As you read on there is an excessive violence case considered on DS Taylor. She was defending her partner, defending her own life – but she must have brought that baton down on Payne one too many times. As someone who works in law enforcement I did not like the way that story line was heading but, that is my personal opinion.

Another sub plot revolves around Maggie Forest. She is the one who called the police when she heard Lucy Payne scream. She is also a victim of domestic violence, living temporarily in England while she escapes her abusive husband back in Toronto. Her point of view is to protect Lucy from the press as she sees her as a victim. But could Lucy have been living in that house and not know her husband was keeping young women captive? Is she part of the killings too?

From the start of this series I have watched Alan Banks grow in his job, watched his children grew up, his wife becoming distant and how our committed copper handled his professional and personal life. This is by far his most salacious book in the series.

Now, I have my opinions about things that I felt were not resolved but those will be spoilers if you have not read this book. If you have read it please write me so I can share a few of those unresolved story lines and get your opinion.

Will I read more? Absolutely! I love Alan Banks and enjoy all the musical references as well as food references in the books. As a matter of fact I have already downloaded book 13 to my Kindle. More later………………

Linking up with Joy’s British Isles Friday and Kirsty at The Overflowing Library for the British Book Challenge


Cold is the Grave, book #11 in the DCI Banks series

coldgraverobnCold is the Grave is a good continuation of the previous DCI Banks book, In a Dry Season. By that, I don’t mean you need to read that one first, you wouldn’t be lost reading these mysteries out of order. The investigations and cases are separate stories altogether. It’s more of a development of Alan Banks’ character, seeing where his personal life is taking him as well as his place in the Eastvale Police Department. So, in that respect you would need to read them in a sequence but the investigations themselves are self-contained.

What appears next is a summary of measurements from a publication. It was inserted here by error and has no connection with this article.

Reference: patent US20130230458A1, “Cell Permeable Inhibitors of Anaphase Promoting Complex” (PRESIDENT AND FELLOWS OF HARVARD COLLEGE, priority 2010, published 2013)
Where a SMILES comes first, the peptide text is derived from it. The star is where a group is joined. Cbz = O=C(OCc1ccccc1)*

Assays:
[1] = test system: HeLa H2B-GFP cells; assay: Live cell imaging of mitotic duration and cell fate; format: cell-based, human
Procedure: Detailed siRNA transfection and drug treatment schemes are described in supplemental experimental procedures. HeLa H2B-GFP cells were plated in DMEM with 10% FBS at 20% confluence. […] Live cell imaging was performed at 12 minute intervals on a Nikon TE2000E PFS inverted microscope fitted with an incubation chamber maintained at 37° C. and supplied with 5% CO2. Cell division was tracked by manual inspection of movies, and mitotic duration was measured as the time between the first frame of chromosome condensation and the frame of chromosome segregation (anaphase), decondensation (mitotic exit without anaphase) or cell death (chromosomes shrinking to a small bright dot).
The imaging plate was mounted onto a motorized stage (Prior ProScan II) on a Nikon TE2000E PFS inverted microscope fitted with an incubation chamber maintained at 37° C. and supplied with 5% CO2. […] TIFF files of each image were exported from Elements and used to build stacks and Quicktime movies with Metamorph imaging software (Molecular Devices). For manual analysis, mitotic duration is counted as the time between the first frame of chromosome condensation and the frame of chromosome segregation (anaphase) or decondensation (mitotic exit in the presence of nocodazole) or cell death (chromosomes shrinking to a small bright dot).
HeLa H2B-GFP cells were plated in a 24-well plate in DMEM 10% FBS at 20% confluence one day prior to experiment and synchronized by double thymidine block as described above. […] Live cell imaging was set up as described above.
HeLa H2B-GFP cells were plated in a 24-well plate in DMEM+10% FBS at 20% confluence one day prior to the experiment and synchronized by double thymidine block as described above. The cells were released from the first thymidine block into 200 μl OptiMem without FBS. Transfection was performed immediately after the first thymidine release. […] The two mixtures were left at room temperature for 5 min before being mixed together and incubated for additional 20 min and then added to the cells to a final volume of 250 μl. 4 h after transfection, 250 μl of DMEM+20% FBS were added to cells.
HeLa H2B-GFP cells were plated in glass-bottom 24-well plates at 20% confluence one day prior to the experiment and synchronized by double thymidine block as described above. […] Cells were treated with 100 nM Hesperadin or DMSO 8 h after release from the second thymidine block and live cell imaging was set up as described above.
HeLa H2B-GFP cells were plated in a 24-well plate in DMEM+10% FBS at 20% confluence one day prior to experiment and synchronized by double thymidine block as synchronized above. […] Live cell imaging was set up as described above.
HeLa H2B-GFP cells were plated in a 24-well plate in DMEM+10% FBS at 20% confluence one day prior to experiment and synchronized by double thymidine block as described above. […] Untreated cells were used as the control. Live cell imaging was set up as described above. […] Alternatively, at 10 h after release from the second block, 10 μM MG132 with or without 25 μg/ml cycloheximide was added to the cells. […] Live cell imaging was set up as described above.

This book has Banks’ boss, Jimmy Riddle, asking him for a favor. Riddle wants Banks to locate his daughter Emily. Why would Jimmy Riddle ask Alan Banks for anything? He hates him and went out of his way to make Banks’ career a nightmare. Despite disliking Banks on a personal level Riddle quietly admires how tenacious he is as well as Banks’ track record in solving cases. Banks grudgingly agrees to help, knowing Riddle will make his life a little easier for acquiescing to this favor.

When he finds sixteen-year old Emily she is living in London, using drugs, drinking to excess and living with a man as old as her father. Getting her to return home seems hopeless but something happens that convinces Emily to return on her own. It’s after this all the different mysteries and character developments start intermingling. I’m pleased DS Cabbott is in this book and she and Banks work together.

The end was interesting – not wanting to give it away – but there was much action and so much tied up, but so much was extremely unlikely scenario-wise. Still, I am loving Alan Banks in this book as I was the last one.

Food references……….

Banks is doing an interview in a pub: “The food came – balti prawns for Craig and lamb korma for Banks, along with pullao rice, mango chutney and naans……”

“It was one of those places that Banks thought trendy in its lack of trendiness. All scratched wood tables and partitions, pork chops, steaks and mashed potatoes. But the mashed potatoes had garlic and sun-dried tomatoes in them and cost about three quid a side order. Venison sausage with braised red cabbage and garlic mashed potatoes.”

“A jumbo Yorkshire pudding filled with roast beef and gravy, washed down with a pint of Theakson’s bitter……..”

“Rosalind carried on stuffing the wild mushroom, olive oil, garlic and parsley mixture between the skin of the chicken, the way she had learned in her recent course on the art of French cuisine.”